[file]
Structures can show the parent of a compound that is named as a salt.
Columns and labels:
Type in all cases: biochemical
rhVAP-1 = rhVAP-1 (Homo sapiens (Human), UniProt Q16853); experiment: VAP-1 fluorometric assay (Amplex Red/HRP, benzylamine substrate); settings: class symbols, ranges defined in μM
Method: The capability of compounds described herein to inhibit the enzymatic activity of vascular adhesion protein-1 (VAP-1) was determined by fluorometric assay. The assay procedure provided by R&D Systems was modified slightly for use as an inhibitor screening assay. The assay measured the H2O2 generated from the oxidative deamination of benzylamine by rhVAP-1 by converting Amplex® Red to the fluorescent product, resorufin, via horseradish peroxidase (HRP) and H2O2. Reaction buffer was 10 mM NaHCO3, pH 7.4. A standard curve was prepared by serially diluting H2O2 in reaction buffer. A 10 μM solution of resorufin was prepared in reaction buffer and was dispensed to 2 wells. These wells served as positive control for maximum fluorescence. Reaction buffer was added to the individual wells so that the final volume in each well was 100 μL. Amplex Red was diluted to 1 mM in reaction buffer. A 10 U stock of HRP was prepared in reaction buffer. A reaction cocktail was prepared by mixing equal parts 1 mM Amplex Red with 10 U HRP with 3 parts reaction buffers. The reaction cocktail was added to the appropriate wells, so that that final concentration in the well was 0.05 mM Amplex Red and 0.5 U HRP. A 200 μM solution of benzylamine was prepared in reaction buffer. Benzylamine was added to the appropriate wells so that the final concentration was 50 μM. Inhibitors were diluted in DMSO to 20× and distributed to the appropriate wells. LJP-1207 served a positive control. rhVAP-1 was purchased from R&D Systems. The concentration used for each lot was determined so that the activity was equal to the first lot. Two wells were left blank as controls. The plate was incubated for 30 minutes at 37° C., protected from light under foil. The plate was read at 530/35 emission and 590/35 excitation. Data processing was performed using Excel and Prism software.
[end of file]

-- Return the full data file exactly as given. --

Structures can show the parent of a compound that is named as a salt.
Columns and labels:
Type in all cases: biochemical
rhVAP-1 = rhVAP-1 (Homo sapiens (Human), UniProt Q16853); experiment: VAP-1 fluorometric assay (Amplex Red/HRP, benzylamine substrate); settings: class symbols, ranges defined in μM
Method: The capability of compounds described herein to inhibit the enzymatic activity of vascular adhesion protein-1 (VAP-1) was determined by fluorometric assay. The assay procedure provided by R&D Systems was modified slightly for use as an inhibitor screening assay. The assay measured the H2O2 generated from the oxidative deamination of benzylamine by rhVAP-1 by converting Amplex® Red to the fluorescent product, resorufin, via horseradish peroxidase (HRP) and H2O2. Reaction buffer was 10 mM NaHCO3, pH 7.4. A standard curve was prepared by serially diluting H2O2 in reaction buffer. A 10 μM solution of resorufin was prepared in reaction buffer and was dispensed to 2 wells. These wells served as positive control for maximum fluorescence. Reaction buffer was added to the individual wells so that the final volume in each well was 100 μL. Amplex Red was diluted to 1 mM in reaction buffer. A 10 U stock of HRP was prepared in reaction buffer. A reaction cocktail was prepared by mixing equal parts 1 mM Amplex Red with 10 U HRP with 3 parts reaction buffers. The reaction cocktail was added to the appropriate wells, so that that final concentration in the well was 0.05 mM Amplex Red and 0.5 U HRP. A 200 μM solution of benzylamine was prepared in reaction buffer. Benzylamine was added to the appropriate wells so that the final concentration was 50 μM. Inhibitors were diluted in DMSO to 20× and distributed to the appropriate wells. LJP-1207 served a positive control. rhVAP-1 was purchased from R&D Systems. The concentration used for each lot was determined so that the activity was equal to the first lot. Two wells were left blank as controls. The plate was incubated for 30 minutes at 37° C., protected from light under foil. The plate was read at 530/35 emission and 590/35 excitation. Data processing was performed using Excel and Prism software.